Celebrating the Smithsonian’s National Museum of African American History & Culture

by Andre Pause, Timothy Skaggs, Tiffany Yewens

February 27, 2024

Smithsonian’s National Museum of African American History & Culture

To commemorate Black History Month, Page celebrates the Smithsonian Institution’s National Museum of African American History & Culture.  Operating simultaneously as a museum, memorial, and compelling space for cross-cultural collaboration and learning, the museum celebrates the Black community and highlights the immense impact that African Americans have made across the globe. 

The building, situated on the National Mall, is a testament to the many Black individuals whose efforts and perseverance helped bring the museum to fruition. The idea of a museum commemorating African American history and culture had been discussed as far back as 1915, but the concept didn’t take shape until the late 1970s, leading to a legislative push fostered by Members of Congress John L. Lewis and Mickey Leland in 1988. Finally, the plan for a museum was established by an Act of Congress in 2003 and shepherded through its birth and early years by Lonnie Bunch, Director of the Museum from 2005 until 2019 and current Secretary of the Smithsonian Institution. 

In 2009, an international design competition was held for this highly anticipated and culturally significant museum.  But even before the competition, Davis Brody Bond, now a Page Company, and The Freelon Group had already begun collaborating on the programming and planning for the museum.
Ultimately, the winning design team included three renowned Black architecture firms: Davis Brody Bond, The Freelon Group; and Adjaye Associates. Smithgroup later joined the team, brought on for its specialized experience in building within the nation’s capital.

Left to Right: David Adjaye, Max Bond, and Phil Freelon

The founders of the three original firms were dubbed the “FAB team,” based on the first letters of their last names. Phil Freelon was a leading designer of African American museums before his death in 2019; David Adjaye is a well-known Ghanaian-British architect; and during J. Max Bond Jr.’s career as an architect, he designed African American historic sites, museums, and archives around the world. Sadly, Mr. Bond never saw their design fully realized, as he succumbed to his battle with cancer just before the 2009 design competition winners were announced.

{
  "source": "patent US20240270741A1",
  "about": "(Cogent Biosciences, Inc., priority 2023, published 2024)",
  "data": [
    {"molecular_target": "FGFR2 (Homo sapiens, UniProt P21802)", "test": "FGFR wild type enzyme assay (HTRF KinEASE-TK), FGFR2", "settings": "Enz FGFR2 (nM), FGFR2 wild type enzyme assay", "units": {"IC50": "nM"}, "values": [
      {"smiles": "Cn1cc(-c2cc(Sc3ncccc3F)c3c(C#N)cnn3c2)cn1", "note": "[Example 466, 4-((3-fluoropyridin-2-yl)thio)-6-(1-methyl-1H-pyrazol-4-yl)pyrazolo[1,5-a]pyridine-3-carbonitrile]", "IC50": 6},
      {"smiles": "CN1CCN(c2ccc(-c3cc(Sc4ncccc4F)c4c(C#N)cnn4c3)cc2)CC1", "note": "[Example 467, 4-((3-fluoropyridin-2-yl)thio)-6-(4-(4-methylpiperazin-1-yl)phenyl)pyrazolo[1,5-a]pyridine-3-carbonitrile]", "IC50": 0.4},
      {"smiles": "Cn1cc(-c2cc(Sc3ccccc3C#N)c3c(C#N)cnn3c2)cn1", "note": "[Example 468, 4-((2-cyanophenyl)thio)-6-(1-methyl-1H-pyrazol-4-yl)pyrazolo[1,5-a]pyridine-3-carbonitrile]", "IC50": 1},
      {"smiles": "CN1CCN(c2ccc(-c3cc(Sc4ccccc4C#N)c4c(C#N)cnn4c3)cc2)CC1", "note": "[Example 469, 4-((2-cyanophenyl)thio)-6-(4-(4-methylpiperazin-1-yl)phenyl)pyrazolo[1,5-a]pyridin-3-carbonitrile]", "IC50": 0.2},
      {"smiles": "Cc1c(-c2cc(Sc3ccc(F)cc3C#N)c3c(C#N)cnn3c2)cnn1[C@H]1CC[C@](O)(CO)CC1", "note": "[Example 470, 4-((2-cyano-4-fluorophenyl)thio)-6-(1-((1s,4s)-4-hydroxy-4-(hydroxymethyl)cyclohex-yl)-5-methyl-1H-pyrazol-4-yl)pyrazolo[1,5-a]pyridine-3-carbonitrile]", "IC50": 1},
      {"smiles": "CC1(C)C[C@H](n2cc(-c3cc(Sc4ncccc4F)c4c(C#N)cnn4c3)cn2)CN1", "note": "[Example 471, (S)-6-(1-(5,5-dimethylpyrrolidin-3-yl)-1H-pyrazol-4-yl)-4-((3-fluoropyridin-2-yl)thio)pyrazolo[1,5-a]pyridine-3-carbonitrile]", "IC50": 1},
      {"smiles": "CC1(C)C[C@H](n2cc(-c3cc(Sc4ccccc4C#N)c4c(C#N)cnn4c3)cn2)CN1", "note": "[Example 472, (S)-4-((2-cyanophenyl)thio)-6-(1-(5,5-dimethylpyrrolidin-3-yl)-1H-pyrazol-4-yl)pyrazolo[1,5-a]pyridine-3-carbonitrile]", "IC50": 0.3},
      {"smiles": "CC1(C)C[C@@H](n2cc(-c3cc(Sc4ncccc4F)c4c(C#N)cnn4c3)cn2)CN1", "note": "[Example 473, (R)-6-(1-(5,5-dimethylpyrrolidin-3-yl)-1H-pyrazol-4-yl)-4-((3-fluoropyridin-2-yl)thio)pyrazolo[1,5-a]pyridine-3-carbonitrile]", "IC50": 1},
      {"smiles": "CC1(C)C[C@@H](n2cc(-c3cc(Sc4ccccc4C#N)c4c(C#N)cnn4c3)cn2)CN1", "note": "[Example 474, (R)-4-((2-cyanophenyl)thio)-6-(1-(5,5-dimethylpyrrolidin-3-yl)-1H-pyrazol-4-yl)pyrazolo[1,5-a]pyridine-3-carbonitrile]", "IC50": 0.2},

The architects each contributed distinctive elements into the building’s design and structure, and their early collaboration culminated in the iconic corona form associated with the museum today. According to the Smithsonian website, “the corona is inspired by the three-tiered crowns used in Yoruban art from West Africa. Moreover, the building’s main entrance is a welcoming porch, which has architectural roots in Africa and throughout the African Diaspora, especially the American South and Caribbean.”

The lattice, according to the Smithsonian, “is symbolic for a museum that seeks to stimulate open dialogue about race and help promote reconciliation and healing. From the topmost corona, the view reaches ever upward, reminding visitors the Museum is an inspiration, open to all as a place of meaning, memory, reflection, laughter, and hope. Source.

The ribbon-cutting for this historic museum provided an equally historic moment when the first Black US President, Barack Obama, cut the inaugural ribbon during the grand opening on September 24, 2016. This celebration marked the culmination of 100 years of tireless effort to tangibly recognize and pay tribute to the African American experience.

We are deeply honored that The National Museum of African American History & Culture is part of our legacy portfolio as a result of the important work accomplished by Max Bond of Davis Brody Bond, a Page Company, which joined our firm in 2023.


Andre Pause


Timothy Skaggs

Development and Inclusion Director

Tiffany Yewens

Market Sector Manager - Civic/Community/Culture